Moreover, in November 2014, the U.S. had pledged about $3 billion to the Green Climate Fund, which is supposed to receive nearly $10 billion from over 40 countries to help developing nations reduce their greenhouse gas emissions. Of this amount, $1 billion has already been paid to the Fund by the Obama administration. On June 1st 2017, Trump stated that the U.S. would renege on fulfilling its commitment to the Green Climate Fund because, he claims, the United States’ global leadership role hurts its own economy and citizens. Immediately after Trump’s announcement, businessman Michael Bloomberg announced that he would give $15 million from his personal wealth to help fill the vacuum that has been left by the federal government. Although this doesn’t amount to the original contribution of the United States, other countries and international organizations may be willing to contribute to the Green Climate Fund in the coming years, in addition to donations from private citizens like Bloomberg.

The Conference of Mayors, a bipartisan group of over 1,000 mayors, denounced Trump’s decision and pledged to meet climate change goals of the Obama administration by working to reduce greenhouse gases through state and local measures. Moreover, nearly 30 states, two dozen cities and a majority of Fortune 500 companies already have plans to cut back on emissions and to switch to renewable energy in the coming years. The number of entities willing to act independently is likely to increase as prices of solar and wind energy continue to fall due to a global switch towards renewable energy.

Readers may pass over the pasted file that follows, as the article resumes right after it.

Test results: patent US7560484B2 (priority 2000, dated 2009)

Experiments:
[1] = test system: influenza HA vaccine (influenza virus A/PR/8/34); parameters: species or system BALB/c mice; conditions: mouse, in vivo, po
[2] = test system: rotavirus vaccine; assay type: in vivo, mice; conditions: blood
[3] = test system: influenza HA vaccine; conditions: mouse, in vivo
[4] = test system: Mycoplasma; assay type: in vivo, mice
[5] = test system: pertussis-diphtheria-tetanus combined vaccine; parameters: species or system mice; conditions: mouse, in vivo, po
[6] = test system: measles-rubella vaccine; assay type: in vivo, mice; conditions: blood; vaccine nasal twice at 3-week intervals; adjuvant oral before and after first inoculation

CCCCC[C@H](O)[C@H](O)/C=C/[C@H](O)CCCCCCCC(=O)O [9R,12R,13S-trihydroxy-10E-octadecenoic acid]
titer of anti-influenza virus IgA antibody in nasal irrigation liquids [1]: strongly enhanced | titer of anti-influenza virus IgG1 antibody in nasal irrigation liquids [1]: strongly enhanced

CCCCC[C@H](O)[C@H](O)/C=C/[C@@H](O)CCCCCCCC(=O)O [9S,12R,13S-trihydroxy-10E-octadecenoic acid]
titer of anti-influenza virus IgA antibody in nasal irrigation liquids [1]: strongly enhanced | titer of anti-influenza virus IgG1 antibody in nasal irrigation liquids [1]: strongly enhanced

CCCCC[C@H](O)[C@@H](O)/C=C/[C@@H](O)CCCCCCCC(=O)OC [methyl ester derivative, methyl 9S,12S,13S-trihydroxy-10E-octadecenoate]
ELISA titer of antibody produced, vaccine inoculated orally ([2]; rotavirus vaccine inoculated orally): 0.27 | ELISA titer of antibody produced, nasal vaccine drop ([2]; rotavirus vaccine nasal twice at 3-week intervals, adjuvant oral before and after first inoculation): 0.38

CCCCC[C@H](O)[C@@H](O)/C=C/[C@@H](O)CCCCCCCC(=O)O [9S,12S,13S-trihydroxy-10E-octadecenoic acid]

Efforts to combat climate change will continue, both in the U.S. and abroad. The bulwark against Trump’s regressive measures has already been formed by a coalition of states. California and New York announced their intention to cut greenhouse gas emissions to 40 percent below 1990 levels by 2030. Hawaii hopes to be fully dependent on renewable sources by 2045. The Republican governor of Massachusetts also proposed new rules for power plants and vehicles to cut down emissions in December 2016. Emissions are already down by around 20 percent. In some states, including Iowa, Illinois, Kansas, Nebraska and parts of Texas, new wind turbines can generate electricity at a lower cost, without subsidies, than any other technology.

In addition to states, businesses are already doing their part as well. In April 2017, Walmart announced that it planned to remove one billion tons of greenhouse gas emissions from its supply chain by 2030. “That’s more than the annual emissions of Germany. It’s the equivalent of taking 211 million cars off the road every year,” stated Fred Krupp, president of the Environmental Defense Fund (EDF). The EDF is working with companies like Walmart that are emerging as champions of climate change initiatives.

Donald Trump’s decision imperils the foundations of the leadership of the Republican Party. Recent polls show that 64 percent of Americans are concerned about climate change, 71 percent want America to participate in the Paris agreement, and an even larger share favor clean energy. If the Republican Party fails to exercise leadership on the issue of climate change, more citizens might start looking at the Democratic Party for leadership. As far as environmental goals are concerned, the federal government’s inaction does not necessarily amount to inaction on the part of the nation. Environmental targets set by the Obama administration can still be met by states, cities, companies and individuals acting independently of the federal government.

Featured Image Source:

One Comment

Leave a Reply

Your email address will not be published. Required fields are marked *